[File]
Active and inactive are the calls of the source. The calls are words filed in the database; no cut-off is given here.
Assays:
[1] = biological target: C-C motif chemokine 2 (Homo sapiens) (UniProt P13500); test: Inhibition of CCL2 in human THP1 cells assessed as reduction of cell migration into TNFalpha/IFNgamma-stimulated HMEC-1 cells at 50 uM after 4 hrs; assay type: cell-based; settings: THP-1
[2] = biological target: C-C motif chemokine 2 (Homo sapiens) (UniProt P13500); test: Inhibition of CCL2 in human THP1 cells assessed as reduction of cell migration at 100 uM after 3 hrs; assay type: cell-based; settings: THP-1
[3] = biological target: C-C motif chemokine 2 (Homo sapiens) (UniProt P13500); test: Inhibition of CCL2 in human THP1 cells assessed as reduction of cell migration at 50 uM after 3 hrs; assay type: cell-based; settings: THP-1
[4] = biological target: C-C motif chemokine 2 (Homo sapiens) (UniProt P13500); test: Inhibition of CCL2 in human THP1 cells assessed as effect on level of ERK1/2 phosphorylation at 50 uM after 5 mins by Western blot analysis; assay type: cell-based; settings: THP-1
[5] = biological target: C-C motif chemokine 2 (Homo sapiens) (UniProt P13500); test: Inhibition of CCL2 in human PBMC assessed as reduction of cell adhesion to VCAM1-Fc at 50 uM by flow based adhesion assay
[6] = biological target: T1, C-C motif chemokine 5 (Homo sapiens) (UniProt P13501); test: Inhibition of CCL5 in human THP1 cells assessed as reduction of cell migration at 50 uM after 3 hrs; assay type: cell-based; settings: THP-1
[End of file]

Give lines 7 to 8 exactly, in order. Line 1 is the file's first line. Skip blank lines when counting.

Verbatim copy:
[5] = biological target: C-C motif chemokine 2 (Homo sapiens) (UniProt P13500); test: Inhibition of CCL2 in human PBMC assessed as reduction of cell adhesion to VCAM1-Fc at 50 uM by flow based adhesion assay
[6] = biological target: T1, C-C motif chemokine 5 (Homo sapiens) (UniProt P13501); test: Inhibition of CCL5 in human THP1 cells assessed as reduction of cell migration at 50 uM after 3 hrs; assay type: cell-based; settings: THP-1